Sport Golf

Thursday 22 February 2018

Sense of fun keeps things interesting for O'Manassero

One of Europe's hottest prospects has an Irishman as his witty sidekick, writes Dermot Gilleece

Dermot Gilleece

On the chipping green beside the Oak Hill clubhouse, Matteo Manassero moved the few yards from thick rough to do some bunker practice. To gasps from an attentive audience, the player's caddie took a wedge in his hand and proceeded to hit a deliberate shank. Both men chuckled at the delicious deception.

They're an unlikely partnership, 60-year-old Dave McNeilly from Greenisland, Co Antrim and his 20-year-old master from Verona. As it happened, Manassero approached Oak Hill with the grand objective of becoming the first player in history to complete the double of British and American PGA titles. Clearly not a matter for levity.

Yet they seem to have wonderful fun together. Like last November in Hong Kong where they found themselves in the corporate tent close to the Northern Ireland deputy first minister, Martin McGuinness. In McNeilly's view, everything had fallen nicely into place. McGuinness was there on a trade delegation and the most prominent player from these parts, Rory McIlroy, had missed the cut.

"In terms of meeting him, we had become the big cheese," he said. "And I wanted Matteo to behave like he was from the North. I urged him to go for it, like 'Good on ye, Martin. How's about ye'. But he wouldn't." In mock censure, the caddie added with a hang-dog expression: "He backed down."

Where the Argentinian, Eduardo Romero, was taught phrases like "Conas a tá tú?" and "Maith go leor" by European Tour colleagues Pádraig Harrington and Paul McGinley, McNeilly has gone for a more colloquial approach. Familiar Italian words like "ciao" and "arrivederci" have been replaced by phrases like "Where's the crack?"

Meanwhile, Manassero's respect for his caddie can be gauged from his decision to play the Irish Open at Royal Portrush last year, on McNeilly's advice. "He's very old and very wise," said the reigning BMW/PGA champion with a warm smile. "He's a great guy and I value his experience. But I would never have had an experienced guy I couldn't have some fun with. And Dave is a very funny guy." Then, almost as an afterthought, he added mischievously: "For his age."

Inspired by Seve Ballesteros, Manassero took his first, tentative swings as a youngster of remarkable promise while McNeilly was spending five years as Harrington's caddie, having previously worked with such notables as Nick Price and Mark McNulty. And since they joined forces two years ago, Manassero became the first teenager to win three tournaments on the European Tour, through victory in last November's Singapore Open. He then gained his biggest success at Wentworth in May, after a play-off against Simon Khan.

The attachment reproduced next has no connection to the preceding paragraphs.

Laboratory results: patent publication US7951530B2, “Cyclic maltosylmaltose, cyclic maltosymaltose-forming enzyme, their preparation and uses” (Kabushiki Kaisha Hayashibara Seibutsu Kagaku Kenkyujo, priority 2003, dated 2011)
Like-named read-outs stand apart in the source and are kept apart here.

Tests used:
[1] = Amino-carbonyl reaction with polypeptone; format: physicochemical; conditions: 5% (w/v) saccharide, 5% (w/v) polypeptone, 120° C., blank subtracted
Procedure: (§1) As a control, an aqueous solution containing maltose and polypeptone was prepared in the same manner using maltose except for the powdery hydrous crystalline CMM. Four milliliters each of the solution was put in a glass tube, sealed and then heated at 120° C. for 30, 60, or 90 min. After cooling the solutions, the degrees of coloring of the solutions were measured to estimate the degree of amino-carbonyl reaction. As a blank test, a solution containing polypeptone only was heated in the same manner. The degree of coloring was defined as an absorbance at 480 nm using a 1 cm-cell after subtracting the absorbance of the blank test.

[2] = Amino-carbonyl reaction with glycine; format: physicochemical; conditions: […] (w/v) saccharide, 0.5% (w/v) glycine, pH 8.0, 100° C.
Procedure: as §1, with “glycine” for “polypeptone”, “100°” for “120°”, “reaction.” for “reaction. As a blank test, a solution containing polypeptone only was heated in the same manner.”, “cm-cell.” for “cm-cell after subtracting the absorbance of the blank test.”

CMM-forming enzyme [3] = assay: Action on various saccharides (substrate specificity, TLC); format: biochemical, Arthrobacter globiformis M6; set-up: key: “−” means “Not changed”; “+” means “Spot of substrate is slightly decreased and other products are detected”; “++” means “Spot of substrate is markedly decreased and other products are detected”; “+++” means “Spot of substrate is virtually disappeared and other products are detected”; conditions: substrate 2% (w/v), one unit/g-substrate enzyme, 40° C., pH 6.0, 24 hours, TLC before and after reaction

"We were only a short time together when he told me I would have to speak Irish," said the polished Italian. Real Irish, like Gaelic? Manassero laughed. "No, no," he replied. "Only the Irish way. You might see it like picking up bad habits."

Rejecting the notion of a father-son relationship, he went on to explain the importance of having such a partner on his bag. "To me, it is very important and very sincere," he said. "We spend such a lot of time together, that if we can find some way to have a laugh, it takes a lot of the nerves and tensions out of the stress that we get.

"We're not only talking about the five hours on the course. There's a lot more. When you're at a tournament, it's almost the entire day, pretty much. It's obviously a working relationship, trying to match the things that we want from each other. So we talk quite a lot about what needs to be done. In fact, we have many long dialogues. And if that's with somebody you don't really like and you can't have fun with, it would become boring after a month. You wouldn't be able to work with him any more."

The quality of his performances indicates a quiet determination about Manassero, pointing towards success at the highest level. And he doesn't neglect his homework, as indicated by a surprising knowledge of Donald Ross, the legendary designer of Oak Hill. "At first, you just play what you see," he said. "But as you progress on this golf course, you begin to feel and understand what the architect was trying to do and where he has put his prints. Like an examination you have to try to understand."

With that, it was time for more fun with McNeilly back by his side. The matter of our precise location in Rochester was raised. "Upstate, New York," said the caddie to his master. "Upstairs what?" enquired Manassero. Whereupon the two of them laughed heartily.

Sunday Independent

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